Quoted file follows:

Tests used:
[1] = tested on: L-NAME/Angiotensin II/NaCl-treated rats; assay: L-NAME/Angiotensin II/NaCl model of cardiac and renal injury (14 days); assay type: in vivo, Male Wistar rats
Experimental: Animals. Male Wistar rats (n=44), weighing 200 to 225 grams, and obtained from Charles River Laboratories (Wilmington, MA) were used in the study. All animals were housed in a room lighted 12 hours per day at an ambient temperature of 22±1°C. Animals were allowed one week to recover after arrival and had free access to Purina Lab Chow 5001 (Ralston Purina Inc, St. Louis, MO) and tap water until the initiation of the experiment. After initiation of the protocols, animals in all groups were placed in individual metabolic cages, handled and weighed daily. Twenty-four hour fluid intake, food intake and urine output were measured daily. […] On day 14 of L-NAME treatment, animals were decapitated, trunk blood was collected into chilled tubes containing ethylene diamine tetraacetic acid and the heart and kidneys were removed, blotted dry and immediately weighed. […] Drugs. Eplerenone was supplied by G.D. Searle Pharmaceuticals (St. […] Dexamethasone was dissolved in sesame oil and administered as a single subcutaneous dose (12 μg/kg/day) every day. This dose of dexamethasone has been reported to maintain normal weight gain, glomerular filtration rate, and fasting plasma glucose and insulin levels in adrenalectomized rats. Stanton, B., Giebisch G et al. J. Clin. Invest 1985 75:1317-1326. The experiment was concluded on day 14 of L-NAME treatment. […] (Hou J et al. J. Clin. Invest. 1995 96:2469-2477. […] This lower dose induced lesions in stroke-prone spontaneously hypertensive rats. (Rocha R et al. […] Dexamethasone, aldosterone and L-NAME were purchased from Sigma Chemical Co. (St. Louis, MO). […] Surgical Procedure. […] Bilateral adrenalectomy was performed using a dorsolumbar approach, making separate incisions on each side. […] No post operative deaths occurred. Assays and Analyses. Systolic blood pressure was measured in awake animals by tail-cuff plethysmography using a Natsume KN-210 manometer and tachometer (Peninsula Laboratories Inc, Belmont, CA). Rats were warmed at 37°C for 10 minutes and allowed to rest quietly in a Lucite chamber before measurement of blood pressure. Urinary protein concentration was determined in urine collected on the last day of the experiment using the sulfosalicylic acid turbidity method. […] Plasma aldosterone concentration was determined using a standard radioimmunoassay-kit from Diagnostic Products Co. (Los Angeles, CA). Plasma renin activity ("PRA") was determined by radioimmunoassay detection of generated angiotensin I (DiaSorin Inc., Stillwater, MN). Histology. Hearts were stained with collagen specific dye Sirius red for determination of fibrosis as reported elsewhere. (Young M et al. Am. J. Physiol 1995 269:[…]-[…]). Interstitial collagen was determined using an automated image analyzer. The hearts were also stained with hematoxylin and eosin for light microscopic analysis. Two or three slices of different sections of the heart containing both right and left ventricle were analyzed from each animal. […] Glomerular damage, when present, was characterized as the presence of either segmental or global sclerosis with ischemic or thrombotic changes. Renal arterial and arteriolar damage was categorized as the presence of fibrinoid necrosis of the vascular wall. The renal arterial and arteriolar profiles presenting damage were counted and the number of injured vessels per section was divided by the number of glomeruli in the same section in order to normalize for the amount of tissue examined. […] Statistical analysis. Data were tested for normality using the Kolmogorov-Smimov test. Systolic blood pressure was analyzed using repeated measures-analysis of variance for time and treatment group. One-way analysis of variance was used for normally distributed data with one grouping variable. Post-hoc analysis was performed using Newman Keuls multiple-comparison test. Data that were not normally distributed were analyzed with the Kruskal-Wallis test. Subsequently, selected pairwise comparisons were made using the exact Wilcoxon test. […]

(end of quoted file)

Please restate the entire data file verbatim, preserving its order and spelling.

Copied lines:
Tests used:
[1] = tested on: L-NAME/Angiotensin II/NaCl-treated rats; assay: L-NAME/Angiotensin II/NaCl model of cardiac and renal injury (14 days); assay type: in vivo, Male Wistar rats
Experimental: Animals. Male Wistar rats (n=44), weighing 200 to 225 grams, and obtained from Charles River Laboratories (Wilmington, MA) were used in the study. All animals were housed in a room lighted 12 hours per day at an ambient temperature of 22±1°C. Animals were allowed one week to recover after arrival and had free access to Purina Lab Chow 5001 (Ralston Purina Inc, St. Louis, MO) and tap water until the initiation of the experiment. After initiation of the protocols, animals in all groups were placed in individual metabolic cages, handled and weighed daily. Twenty-four hour fluid intake, food intake and urine output were measured daily. […] On day 14 of L-NAME treatment, animals were decapitated, trunk blood was collected into chilled tubes containing ethylene diamine tetraacetic acid and the heart and kidneys were removed, blotted dry and immediately weighed. […] Drugs. Eplerenone was supplied by G.D. Searle Pharmaceuticals (St. […] Dexamethasone was dissolved in sesame oil and administered as a single subcutaneous dose (12 μg/kg/day) every day. This dose of dexamethasone has been reported to maintain normal weight gain, glomerular filtration rate, and fasting plasma glucose and insulin levels in adrenalectomized rats. Stanton, B., Giebisch G et al. J. Clin. Invest 1985 75:1317-1326. The experiment was concluded on day 14 of L-NAME treatment. […] (Hou J et al. J. Clin. Invest. 1995 96:2469-2477. […] This lower dose induced lesions in stroke-prone spontaneously hypertensive rats. (Rocha R et al. […] Dexamethasone, aldosterone and L-NAME were purchased from Sigma Chemical Co. (St. Louis, MO). […] Surgical Procedure. […] Bilateral adrenalectomy was performed using a dorsolumbar approach, making separate incisions on each side. […] No post operative deaths occurred. Assays and Analyses. Systolic blood pressure was measured in awake animals by tail-cuff plethysmography using a Natsume KN-210 manometer and tachometer (Peninsula Laboratories Inc, Belmont, CA). Rats were warmed at 37°C for 10 minutes and allowed to rest quietly in a Lucite chamber before measurement of blood pressure. Urinary protein concentration was determined in urine collected on the last day of the experiment using the sulfosalicylic acid turbidity method. […] Plasma aldosterone concentration was determined using a standard radioimmunoassay-kit from Diagnostic Products Co. (Los Angeles, CA). Plasma renin activity ("PRA") was determined by radioimmunoassay detection of generated angiotensin I (DiaSorin Inc., Stillwater, MN). Histology. Hearts were stained with collagen specific dye Sirius red for determination of fibrosis as reported elsewhere. (Young M et al. Am. J. Physiol 1995 269:[…]-[…]). Interstitial collagen was determined using an automated image analyzer. The hearts were also stained with hematoxylin and eosin for light microscopic analysis. Two or three slices of different sections of the heart containing both right and left ventricle were analyzed from each animal. […] Glomerular damage, when present, was characterized as the presence of either segmental or global sclerosis with ischemic or thrombotic changes. Renal arterial and arteriolar damage was categorized as the presence of fibrinoid necrosis of the vascular wall. The renal arterial and arteriolar profiles presenting damage were counted and the number of injured vessels per section was divided by the number of glomeruli in the same section in order to normalize for the amount of tissue examined. […] Statistical analysis. Data were tested for normality using the Kolmogorov-Smimov test. Systolic blood pressure was analyzed using repeated measures-analysis of variance for time and treatment group. One-way analysis of variance was used for normally distributed data with one grouping variable. Post-hoc analysis was performed using Newman Keuls multiple-comparison test. Data that were not normally distributed were analyzed with the Kruskal-Wallis test. Subsequently, selected pairwise comparisons were made using the exact Wilcoxon test. […]